One of the reasons I also recommend you have different Workload models is to simplify the interpretation of those Workload models given the different teams you are engaged with across the customer site. Performance Testing teams don’t generally have any understanding of Capacity Management and less and understanding of Performance Modelling techniques. You’ll do yourself a big favor by being Practical and focusing on building custom Workload models based on the tasks at hand and the customer teams you will be involved with.

Variation in Workload modelling techniques – Workload modelling techniques as mentioned earlier could vary depending on the Performance Engineering activity and the objectives of the program you are involved with. The most complex Workload models in our experience are required for purposes of Performance Testing or SVT (Stress Volume Testing) while Capacity Management Workload models tend to be easier to design. Please don’t confuse Workload models with Capacity Models or actual Application Performance models which are two completely different things.

Let’s have a brief look at the different Workload models and what is their relevance from a Practical Performance Analyst’s standpoint. Workload models for Performance Testing ideally require you to gather the following Workload data from the perspective of documenting the various aspects of the Business Workload along with the accompanying Non Functional Requirements to be used as Performance Testing objectives on the engagement –

  • User Concurrency Targets
  • Transactional Workload (OLTP Workload)
    • Throughput Targets
    • Response Time Targets
    • Think Time Assumptions
  • Messaging Workload
    • Throughput Targets
    • Response Time Targets
  • Workflow Workload
    • Throughput Targets
    • Response Time Targets
    • Think Time Assumptions
  • Batch Workload
    • Duration Targets
    • Volume processed Targets

Workload modelling for purposes of Performance requires use of Little’s Law which will be dealt with in a lot more detail in Little’s Law to be covered later in this foundation series. The objective of designing the Performance Testing workload models is to ensure that all the Performance Testing Engineers, support teams, development teams and design teams clearly understand the Workload for the System Under Test (SUT) and have the ability to transform the Performance Testing Workload models directly into designs for Performance Testing Scenarios in their Performance Testing tool (e.g. HP Load Runner, Radview Webload, etc).

However, workload models for Performance Modelling and Capacity Management are quite different. These workload models typically list down all the various Business and Infrastructure workload drivers required for purposes of Performance Modelling and Capacity Management along with details about availability, type, format and location of the required data for all of the identified workload metrics. In the workload models for Performance Modelling and Capacity Management you would ideally only provide a list of key Workload drivers and would essentially capture the following data –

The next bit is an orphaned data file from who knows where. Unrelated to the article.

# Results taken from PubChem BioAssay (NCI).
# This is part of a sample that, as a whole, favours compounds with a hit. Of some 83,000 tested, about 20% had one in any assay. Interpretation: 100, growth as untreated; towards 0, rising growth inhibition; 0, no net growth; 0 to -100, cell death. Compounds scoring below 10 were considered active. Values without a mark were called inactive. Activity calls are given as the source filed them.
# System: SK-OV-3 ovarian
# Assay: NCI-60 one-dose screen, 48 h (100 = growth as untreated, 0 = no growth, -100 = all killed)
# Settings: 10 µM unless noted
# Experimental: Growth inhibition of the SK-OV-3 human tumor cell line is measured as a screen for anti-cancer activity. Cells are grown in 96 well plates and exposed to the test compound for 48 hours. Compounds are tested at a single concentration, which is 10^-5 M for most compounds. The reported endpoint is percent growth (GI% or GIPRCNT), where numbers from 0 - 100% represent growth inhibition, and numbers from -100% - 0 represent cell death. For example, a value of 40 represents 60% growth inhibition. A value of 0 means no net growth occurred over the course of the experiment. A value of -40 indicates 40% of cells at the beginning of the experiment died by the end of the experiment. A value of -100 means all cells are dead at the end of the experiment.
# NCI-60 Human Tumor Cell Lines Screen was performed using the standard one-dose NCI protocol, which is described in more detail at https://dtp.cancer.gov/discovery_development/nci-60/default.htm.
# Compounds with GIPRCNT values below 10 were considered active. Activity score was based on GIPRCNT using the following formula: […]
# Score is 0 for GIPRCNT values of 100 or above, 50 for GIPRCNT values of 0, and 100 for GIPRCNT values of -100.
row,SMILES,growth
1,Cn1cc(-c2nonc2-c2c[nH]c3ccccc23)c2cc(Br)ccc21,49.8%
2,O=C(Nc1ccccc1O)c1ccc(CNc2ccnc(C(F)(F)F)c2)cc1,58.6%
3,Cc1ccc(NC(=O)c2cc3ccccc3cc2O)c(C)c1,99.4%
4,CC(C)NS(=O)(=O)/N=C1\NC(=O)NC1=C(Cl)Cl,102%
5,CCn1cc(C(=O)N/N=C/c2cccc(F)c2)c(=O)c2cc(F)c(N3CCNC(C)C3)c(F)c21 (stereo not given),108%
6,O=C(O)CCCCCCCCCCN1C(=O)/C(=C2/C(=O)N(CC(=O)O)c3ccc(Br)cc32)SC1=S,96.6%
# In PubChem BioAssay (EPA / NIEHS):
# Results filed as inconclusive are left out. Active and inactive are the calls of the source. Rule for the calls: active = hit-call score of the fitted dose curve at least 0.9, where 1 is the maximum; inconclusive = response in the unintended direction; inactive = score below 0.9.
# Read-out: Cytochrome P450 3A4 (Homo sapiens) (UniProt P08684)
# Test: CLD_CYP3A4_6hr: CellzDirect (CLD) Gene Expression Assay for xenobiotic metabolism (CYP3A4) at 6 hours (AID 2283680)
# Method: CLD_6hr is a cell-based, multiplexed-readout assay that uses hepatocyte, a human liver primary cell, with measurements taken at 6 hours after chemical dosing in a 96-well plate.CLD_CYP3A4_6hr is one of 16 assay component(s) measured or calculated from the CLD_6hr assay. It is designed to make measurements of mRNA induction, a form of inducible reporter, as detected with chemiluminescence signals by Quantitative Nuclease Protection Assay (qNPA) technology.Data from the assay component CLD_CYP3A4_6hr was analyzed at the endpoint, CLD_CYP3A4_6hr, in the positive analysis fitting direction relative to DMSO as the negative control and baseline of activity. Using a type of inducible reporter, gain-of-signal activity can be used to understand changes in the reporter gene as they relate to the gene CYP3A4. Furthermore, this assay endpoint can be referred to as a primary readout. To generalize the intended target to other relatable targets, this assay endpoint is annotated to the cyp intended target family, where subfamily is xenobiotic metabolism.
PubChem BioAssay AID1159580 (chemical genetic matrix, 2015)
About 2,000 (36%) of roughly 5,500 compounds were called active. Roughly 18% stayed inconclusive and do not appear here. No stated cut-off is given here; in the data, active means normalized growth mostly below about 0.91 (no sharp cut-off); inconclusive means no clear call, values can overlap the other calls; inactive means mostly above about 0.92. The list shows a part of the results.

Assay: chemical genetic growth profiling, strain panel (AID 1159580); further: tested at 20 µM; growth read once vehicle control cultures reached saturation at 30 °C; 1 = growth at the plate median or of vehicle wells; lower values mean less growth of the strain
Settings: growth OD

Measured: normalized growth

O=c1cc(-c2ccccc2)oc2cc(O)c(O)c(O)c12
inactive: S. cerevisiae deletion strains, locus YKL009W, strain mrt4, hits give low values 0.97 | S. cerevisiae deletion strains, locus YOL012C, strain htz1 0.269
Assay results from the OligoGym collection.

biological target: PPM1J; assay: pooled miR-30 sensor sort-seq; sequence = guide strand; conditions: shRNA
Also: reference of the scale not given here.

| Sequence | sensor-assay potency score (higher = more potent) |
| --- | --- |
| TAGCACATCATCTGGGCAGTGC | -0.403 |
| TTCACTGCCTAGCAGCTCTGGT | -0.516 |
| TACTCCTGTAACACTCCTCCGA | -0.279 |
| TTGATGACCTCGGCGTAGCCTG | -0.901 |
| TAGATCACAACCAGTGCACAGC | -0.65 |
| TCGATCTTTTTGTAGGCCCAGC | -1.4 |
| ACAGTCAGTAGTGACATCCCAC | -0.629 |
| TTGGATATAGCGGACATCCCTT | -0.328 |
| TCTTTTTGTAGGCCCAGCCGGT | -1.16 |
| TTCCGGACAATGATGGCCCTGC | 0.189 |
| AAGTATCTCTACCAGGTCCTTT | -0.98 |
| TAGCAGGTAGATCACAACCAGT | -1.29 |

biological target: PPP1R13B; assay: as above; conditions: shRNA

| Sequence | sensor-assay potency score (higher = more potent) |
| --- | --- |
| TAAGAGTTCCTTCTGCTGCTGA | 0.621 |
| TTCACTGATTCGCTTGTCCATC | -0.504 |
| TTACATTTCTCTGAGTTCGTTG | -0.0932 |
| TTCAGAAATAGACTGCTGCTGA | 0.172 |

• User Concurrency – Actual Production Values
  • Transactional Workload (OLTP Workload)
    • Throughput – Actual Production Values
    • Response Time – Actual Production Values
  • Messaging Workload
    • Throughput – Actual Production Values
    • Response Time – Actual Production Values
  • Workflow Workload
    • Throughput – Actual Production Values
    • Response Time – Actual Production Values
  • Batch Workload
    • Duration – Actual Production Values
    • Volume processed – Actual Production Values

We will delve into the details of Capacity Management & Performance modelling later in this foundation series. None of the above lists are meant to be exhaustive in nature but are meant to give you an understanding of the subtle difference in Workload modelling and data collection techniques for different Performance Engineering activities across the Performance Engineering Life Cycle. Having separate workload models helps you state your case a lot more clearly and helps you speak to the different client teams in their own languages.

Why Workload Modelling is so important: Workload modelling is essentially part of the data collection and requirements gathering process within the Performance Engineering life cycle. Workload modelling is essential for a good amount of reasons. They are listed as follows –

  • Performance Testing
    • Helps you confirm the Performance Engineering teams assessment and understanding of critical Business & Infrastructure Workload drivers that impact platform performance and hence infrastructure capacity
    • To give you a good understanding of the OLTP Transactions, Batch jobs, Messaging & Workflow workload to be considered in your scenario designs
    • Makes it easy to communicate to business and your other internal stake holders how you intend to model your different scenarios